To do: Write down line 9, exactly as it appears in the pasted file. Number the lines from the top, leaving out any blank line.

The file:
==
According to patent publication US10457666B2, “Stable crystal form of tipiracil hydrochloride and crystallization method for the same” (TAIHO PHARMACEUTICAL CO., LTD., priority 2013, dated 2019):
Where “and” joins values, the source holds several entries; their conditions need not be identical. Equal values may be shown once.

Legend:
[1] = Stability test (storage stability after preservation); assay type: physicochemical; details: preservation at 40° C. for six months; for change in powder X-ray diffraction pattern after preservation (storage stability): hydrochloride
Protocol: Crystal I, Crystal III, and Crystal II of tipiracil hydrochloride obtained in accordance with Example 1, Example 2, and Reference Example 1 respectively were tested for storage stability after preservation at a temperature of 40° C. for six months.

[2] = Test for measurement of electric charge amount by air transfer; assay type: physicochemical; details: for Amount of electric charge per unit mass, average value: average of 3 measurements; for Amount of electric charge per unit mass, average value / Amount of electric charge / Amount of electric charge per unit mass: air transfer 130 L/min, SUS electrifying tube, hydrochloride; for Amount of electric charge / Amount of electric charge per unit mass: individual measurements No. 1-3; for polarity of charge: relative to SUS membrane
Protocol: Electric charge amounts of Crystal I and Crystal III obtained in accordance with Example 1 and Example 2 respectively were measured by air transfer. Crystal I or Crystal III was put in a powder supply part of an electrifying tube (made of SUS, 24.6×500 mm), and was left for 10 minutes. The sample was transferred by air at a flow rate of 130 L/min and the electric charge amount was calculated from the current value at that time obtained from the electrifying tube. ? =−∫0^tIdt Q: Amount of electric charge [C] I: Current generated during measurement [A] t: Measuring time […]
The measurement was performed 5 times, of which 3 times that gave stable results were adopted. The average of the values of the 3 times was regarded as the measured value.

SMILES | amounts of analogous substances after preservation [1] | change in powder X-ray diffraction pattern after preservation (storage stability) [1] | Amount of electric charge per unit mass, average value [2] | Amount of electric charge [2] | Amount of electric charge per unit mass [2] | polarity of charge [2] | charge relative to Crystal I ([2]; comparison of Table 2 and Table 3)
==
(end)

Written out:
SMILES | amounts of analogous substances after preservation [1] | change in powder X-ray diffraction pattern after preservation (storage stability) [1] | Amount of electric charge per unit mass, average value [2] | Amount of electric charge [2] | Amount of electric charge per unit mass [2] | polarity of charge [2] | charge relative to Crystal I ([2]; comparison of Table 2 and Table 3)